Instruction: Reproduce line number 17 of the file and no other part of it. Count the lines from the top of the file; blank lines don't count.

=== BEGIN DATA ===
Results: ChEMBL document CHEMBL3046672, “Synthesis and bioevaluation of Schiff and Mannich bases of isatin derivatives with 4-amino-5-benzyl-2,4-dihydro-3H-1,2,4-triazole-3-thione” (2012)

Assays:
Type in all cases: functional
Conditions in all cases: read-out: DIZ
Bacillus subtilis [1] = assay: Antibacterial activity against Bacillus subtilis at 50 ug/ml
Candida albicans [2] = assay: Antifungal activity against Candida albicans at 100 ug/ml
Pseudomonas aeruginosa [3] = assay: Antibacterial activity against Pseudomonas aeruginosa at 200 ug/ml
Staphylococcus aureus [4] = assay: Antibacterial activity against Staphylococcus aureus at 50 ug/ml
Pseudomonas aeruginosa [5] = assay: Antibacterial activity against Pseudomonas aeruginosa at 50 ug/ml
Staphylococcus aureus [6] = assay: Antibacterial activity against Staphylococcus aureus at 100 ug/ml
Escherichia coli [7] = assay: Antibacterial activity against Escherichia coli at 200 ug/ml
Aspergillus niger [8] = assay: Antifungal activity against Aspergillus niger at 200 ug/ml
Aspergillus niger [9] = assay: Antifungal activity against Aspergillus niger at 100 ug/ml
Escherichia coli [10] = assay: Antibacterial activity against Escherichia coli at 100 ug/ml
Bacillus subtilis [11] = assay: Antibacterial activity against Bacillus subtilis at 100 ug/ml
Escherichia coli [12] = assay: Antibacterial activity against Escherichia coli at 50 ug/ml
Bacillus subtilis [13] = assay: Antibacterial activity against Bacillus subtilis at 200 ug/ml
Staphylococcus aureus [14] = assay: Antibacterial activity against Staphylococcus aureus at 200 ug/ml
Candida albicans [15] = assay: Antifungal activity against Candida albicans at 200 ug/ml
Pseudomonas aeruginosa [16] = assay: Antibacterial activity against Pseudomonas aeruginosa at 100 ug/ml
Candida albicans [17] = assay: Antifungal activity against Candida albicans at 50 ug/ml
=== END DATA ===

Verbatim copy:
Bacillus subtilis [13] = assay: Antibacterial activity against Bacillus subtilis at 200 ug/ml